Peugeot 3008 HYbrid4 Concept
We're pretty focused on the US car market here at GreenCarReports.com, so we don't write about cars we won't be able to buy all that often. Today, we're making an exception for a particularly significant technology advance.
Next month, at the Frankfurt Motor Show, French automaker Peugeot will unveil the 3008 HYbrid4 Concept, which will become the world's first diesel hybrid-electric vehicle when it goes into production next year as a 2011 model.
Gasoline only, until now
Starting with the groundbreaking 1997 Toyota Prius, all hybrids until now have used gasoline engines. "Full hybrids," which can run in all-electric mode for short distances, usually fit a gasoline engine that's modified to match the electric motor's low-end torque.
But in Europe, more than half the new cars sold are highly fuel efficient turbodiesels, from cars as small as the Mini D up to the largest luxury sedans. (Though it's worth noting that most of them wouldn't pass stringent US emissions requirements without added, and costly, exhaust treatment equipment like particle filters and additional catalysts.)
Peugeot (and its partner Citroen) have been working on diesel hybrids for most of the decade, and have shown several generations of concept vehicles.
The 3008 multi-purpose vehicle, or MPV (the European name for minivans and people movers), was launched this past January. For the 2011 model year, it will carry the world's first diesel hybrid powertrain offered for sale by any automaker.
Other carmakers have been studying diesel hybrids as well, and Volvo is rumored to be planning at least one vehicle for launch in 2012. Thus far, though, Peugeot clearly leads the pack--and it has never even offered a gasoline hybrid.
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Emissions as low as a subcompact
Peugeot expects the diesel hybrid to provide fuel savings of up to 35 percent over a non-hybridized engine with the same performance, and says the 3008 HYbrid4 concept emits just 99 grams per kilometer of carbon dioxide (CO2).
That's as good as the most efficient diesel subcompacts without hybrid systems, and better than the 109 g/km the company projected in January.
The new powertrain uses a full parallel hybrid design, in which the car can be moved by its 163-horsepower, 2.0-liter diesel engine powering the front wheels, the rear-mounted 37-hp electric motor powered by a lithium-ion battery pack, or both at the same time.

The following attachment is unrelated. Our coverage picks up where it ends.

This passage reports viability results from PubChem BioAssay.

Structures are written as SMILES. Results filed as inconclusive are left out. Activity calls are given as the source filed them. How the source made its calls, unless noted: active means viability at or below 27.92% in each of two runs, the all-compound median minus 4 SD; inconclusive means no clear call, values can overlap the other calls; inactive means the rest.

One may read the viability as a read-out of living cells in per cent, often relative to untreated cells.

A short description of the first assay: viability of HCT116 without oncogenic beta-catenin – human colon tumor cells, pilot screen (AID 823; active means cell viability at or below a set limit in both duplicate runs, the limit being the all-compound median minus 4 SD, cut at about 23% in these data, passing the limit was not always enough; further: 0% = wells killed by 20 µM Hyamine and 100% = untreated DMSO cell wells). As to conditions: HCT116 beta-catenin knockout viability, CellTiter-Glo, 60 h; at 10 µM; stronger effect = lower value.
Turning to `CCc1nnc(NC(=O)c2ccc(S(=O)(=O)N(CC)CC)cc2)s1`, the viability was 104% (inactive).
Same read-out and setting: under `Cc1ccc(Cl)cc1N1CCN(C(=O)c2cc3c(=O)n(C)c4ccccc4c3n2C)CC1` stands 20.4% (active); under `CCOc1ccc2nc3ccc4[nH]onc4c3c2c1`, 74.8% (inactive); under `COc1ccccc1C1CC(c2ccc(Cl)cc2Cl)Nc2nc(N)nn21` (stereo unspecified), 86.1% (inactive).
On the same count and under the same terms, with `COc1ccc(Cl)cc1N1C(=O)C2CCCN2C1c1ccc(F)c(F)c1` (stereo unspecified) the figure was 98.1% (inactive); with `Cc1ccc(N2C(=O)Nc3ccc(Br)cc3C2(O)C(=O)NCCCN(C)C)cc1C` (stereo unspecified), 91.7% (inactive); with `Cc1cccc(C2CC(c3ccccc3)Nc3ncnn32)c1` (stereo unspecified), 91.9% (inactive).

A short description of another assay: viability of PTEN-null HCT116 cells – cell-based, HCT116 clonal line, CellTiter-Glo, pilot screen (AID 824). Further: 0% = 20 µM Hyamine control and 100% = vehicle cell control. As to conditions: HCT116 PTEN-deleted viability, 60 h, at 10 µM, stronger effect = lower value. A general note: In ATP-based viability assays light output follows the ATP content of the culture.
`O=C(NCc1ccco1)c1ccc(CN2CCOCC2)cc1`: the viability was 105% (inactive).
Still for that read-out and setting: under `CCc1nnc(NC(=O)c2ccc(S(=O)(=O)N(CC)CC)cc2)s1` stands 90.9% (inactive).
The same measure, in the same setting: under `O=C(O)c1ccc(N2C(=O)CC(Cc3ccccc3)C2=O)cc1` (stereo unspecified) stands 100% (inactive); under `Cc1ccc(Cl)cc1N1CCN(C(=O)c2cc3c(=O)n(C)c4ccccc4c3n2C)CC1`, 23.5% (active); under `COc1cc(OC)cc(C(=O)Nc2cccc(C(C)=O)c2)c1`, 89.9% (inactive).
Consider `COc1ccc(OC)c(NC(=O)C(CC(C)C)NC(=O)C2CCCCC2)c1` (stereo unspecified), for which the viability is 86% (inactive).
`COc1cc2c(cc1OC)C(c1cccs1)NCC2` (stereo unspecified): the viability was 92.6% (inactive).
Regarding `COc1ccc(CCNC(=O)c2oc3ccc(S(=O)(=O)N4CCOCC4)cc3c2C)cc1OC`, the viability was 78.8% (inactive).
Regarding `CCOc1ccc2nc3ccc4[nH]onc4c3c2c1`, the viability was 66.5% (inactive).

The combined mode is similar to the all-wheel-drive system used in the 2009 Toyota Highlander Hybrid and 2010 Lexus RX450h hybrid crossovers, which eliminates the weight and cost of mechanical drive.
(The tradeoff, though, is reduced ability: The controls shut down the electric motor if it overheats under a heavy load, such as it might experience while trying to move the vehicle out of a particularly boggy or slippery surface.)
As in all hybrids, the battery pack is recharged via regenerative brakes, which feed torque to the electric motor/generator to convert it back into stored energy, rather than wasting it as heat from conventional friction brakes.
Peugeot 3008 HYbrid4 Concept
Doctoring for diesel
In some ways, a diesel engine is not a terribly logical partner for the electric motor in a hybrid powertrain. For one thing, diesels develop their best torque at low speeds, just like electric motors.
In full hybrids, the gasoline engines are tuned to operate on what's called the Atkinson Cycle. It makes them very efficient, but with almost no low-end torque at all--a deficiency neatly remedied by the electric motor(s), which develop maximum torque from 0 rpm.
So diesels in hybrid applications have to be tuned to produce torque as high as possible in their limited range of engine speeds. Peugeot has no doubt spent quite some time doing just that.
Secondly, diesels are already more efficient than gasoline engines--a good rule of thumb is that diesels convert up to 35 percent of fuel energy into torque, whereas gasoline engines are closer to 25 percent. So adding hybrid gear to a diesel may improve fuel economy less, because it's starting from a more efficient base.
Finally, modern turbodiesels are 10 to 15 percent more costly to build than gasoline engines. Adding a battery pack, electric motor/generator(s), and power electronics to an expensive engine makes the whole package even pricier than a gasoline hybrid.
Still, Peugeot has as much experience with small, high efficiency turbodiesel engines as any European carmaker. And electric drive is very clearly one of the tools for further reducing fuel consumption and tailpipe emissions. If not Peugeot, then who?
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Not for the US
We're not likely to see diesel hybrids in the US market any time soon, however. Neither Peugeot nor Citroen has sold cars here for two decades. And diesels haven't sold well since the 1980s, despite decades of diesel models from Mercedes-Benz and Volkswagen.
We think the 2010 Volkswagen Golf TDI could be diesel's big winner in the US (because it's inexpensive), but that Audi, BMW, and other prestige brands may struggle in convincing buyers that diesels match their brand image.
Already BMW has added special incentives on its two diesel offerings, the 2009 BMW 335d and 2009 BMW X5 xDrive35i. Those are on top of IRS tax credits for the 335d and X5 diesel, but sales are still slower than BMW's projections.
Nonetheless, the 2010 Peugeot 3008 HYbrid4 will be a significant achievement when the first ones roll off the lots at French dealers. It's just one more sign that the proliferation of powertrain options to improve fuel efficiency and cut emissions isn't ending any time soon.
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